Non-mortgage borrowing including personal loans has topped $600 million, the highest level in three years, a new report shows.
The June Centrix Credit Indicator Outlook released on Tuesday, shows non-mortgage borrowing, including personal loans, buy now pay later, vehicle financing and credit cards, was up 38 percent in May compared to April - the highest level since 2018.
Centrix managing director Keith McLaughlin said the latest data indicates Kiwis are borrowing more to buy cars and other luxury items. Use of buy now, pay later has increased slightly and demand for credit cards is flat.
He puts the rise in consumer borrowing on non-mortgage items down to improving economic performance and increased job security following COVID-19. As squirrelling money for a rainy day becomes less of a priority, purse strings are starting to loosen, he said.
"That’s the strongest it’s been all year...when it increases, it’s generally off the back of confidence," McLaughlin said.
The rate of interest paid on personal loans (including motor vehicle finance) is generally higher than mortgage interest rates. But Centrix data shows the rise in non-mortgage borrowing is linked to people with higher credit scores, indicating affordability is less of an issue.
A higher credit score indicates someone can afford the repayments (as they’ve repaid loans in the past), and are therefore less likely to fall into financial hardship.
"At the moment, credit scores are very high...the people who are borrowing money tend to be those who have a higher credit score," McLaughlin added.
The current shortage of properties listed for sale (realestate.co.nz reports in June, stock was down 33.3 percent nationwide) has impacted new mortgage lending: Centrix figures show a $1 billion drop over the last few months, to just below $7 billion in May.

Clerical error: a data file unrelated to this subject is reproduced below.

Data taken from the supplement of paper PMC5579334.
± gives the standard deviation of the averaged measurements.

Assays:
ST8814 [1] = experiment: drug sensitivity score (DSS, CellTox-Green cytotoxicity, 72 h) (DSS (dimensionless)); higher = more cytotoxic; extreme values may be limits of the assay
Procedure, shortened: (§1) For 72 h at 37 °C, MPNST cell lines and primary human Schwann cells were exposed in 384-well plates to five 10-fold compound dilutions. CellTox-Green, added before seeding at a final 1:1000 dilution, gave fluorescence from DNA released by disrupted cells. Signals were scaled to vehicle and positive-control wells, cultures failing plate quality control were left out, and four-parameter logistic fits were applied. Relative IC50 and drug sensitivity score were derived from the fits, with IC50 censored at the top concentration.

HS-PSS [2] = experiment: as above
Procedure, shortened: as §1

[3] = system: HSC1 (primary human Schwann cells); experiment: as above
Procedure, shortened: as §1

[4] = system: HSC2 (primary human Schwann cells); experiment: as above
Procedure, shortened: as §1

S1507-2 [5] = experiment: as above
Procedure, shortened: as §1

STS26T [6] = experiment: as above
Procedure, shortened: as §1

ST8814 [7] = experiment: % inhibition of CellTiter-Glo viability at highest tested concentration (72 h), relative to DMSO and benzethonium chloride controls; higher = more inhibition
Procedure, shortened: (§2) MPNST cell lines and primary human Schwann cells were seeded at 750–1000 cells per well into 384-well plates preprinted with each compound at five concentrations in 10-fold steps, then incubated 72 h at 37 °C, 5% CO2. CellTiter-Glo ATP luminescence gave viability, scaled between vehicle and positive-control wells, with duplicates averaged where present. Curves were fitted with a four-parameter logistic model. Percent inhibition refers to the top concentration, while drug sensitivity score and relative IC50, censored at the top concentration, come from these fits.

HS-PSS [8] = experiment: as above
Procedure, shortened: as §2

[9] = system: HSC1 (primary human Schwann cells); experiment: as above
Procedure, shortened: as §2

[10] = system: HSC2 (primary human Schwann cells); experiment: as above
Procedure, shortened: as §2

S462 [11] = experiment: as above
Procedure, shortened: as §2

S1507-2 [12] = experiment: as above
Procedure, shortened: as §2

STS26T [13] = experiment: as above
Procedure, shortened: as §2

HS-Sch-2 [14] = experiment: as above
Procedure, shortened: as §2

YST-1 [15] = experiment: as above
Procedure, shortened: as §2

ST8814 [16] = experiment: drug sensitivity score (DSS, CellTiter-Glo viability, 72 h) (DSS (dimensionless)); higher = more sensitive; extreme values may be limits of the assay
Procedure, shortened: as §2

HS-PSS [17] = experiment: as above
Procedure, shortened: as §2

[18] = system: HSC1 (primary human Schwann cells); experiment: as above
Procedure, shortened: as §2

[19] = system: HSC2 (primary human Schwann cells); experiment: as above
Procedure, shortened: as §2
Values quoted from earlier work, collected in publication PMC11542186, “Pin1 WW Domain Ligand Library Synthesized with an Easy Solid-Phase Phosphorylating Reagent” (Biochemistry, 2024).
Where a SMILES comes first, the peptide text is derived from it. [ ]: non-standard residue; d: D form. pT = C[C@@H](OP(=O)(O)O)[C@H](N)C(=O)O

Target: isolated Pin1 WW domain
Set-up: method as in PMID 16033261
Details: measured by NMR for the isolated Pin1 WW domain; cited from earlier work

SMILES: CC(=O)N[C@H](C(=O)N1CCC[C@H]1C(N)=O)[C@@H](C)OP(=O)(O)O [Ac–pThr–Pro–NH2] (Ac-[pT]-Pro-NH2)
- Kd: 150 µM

"The last three months, we’ve seen a decline in new mortgage lending (this excludes top-ups for renovations)," McLaughlin added.
When the COVID-19 mortgage holiday (‘mortgage deferral’) scheme ended on March 31, Centrix confirmed 11,900 mortgage borrowers under the scheme were re-classified as under ‘hardship’.
Compared to when mortgage deferrals were at their peak during COVID-19, 75 percent of loans in deferral went to principal and interest payments and 6 percent went to interest-only, leaving 2 percent in hardship, Centrix said.
"It’s pleasing to see how the lenders and the borrowers have managed to come off that hardship without going into default," McLaughlin added.
Late payments on personal loans (arrears) increased 0.6 percent in June, but were still at "historically low levels", Centrix said.
Latest data indicates while non-mortgage lending is on the rise, "the NZ consumer is being responsible around the amount of money they’re borrowing," McLaughlin said.
Infometrics senior economist Brad Olsen confirmed increased consumer spending was driven by improving economic performance and jobs growth.
Tax filing data shows over 44,000 additional jobs were created over the last year. Gross Domestic Product (GDP) was up 1.6 percent in March, driven by a "massive surge" in private household consumption (5.4 percent, according to seasonally adjusted figures. Consents for home alterations rose 11 percent over the last 12 months.
"Overall I think the numbers are showing that people are spending and they’re putting more money out there (both in consumer spending and in lending)," Olsen said.
He notes supply chain issues are causing prices on some goods to rise, captured in latest spending figures.
"Cars for example [are] costing more so it’s not only that people are buying more, they’re also paying more for what they’re buying."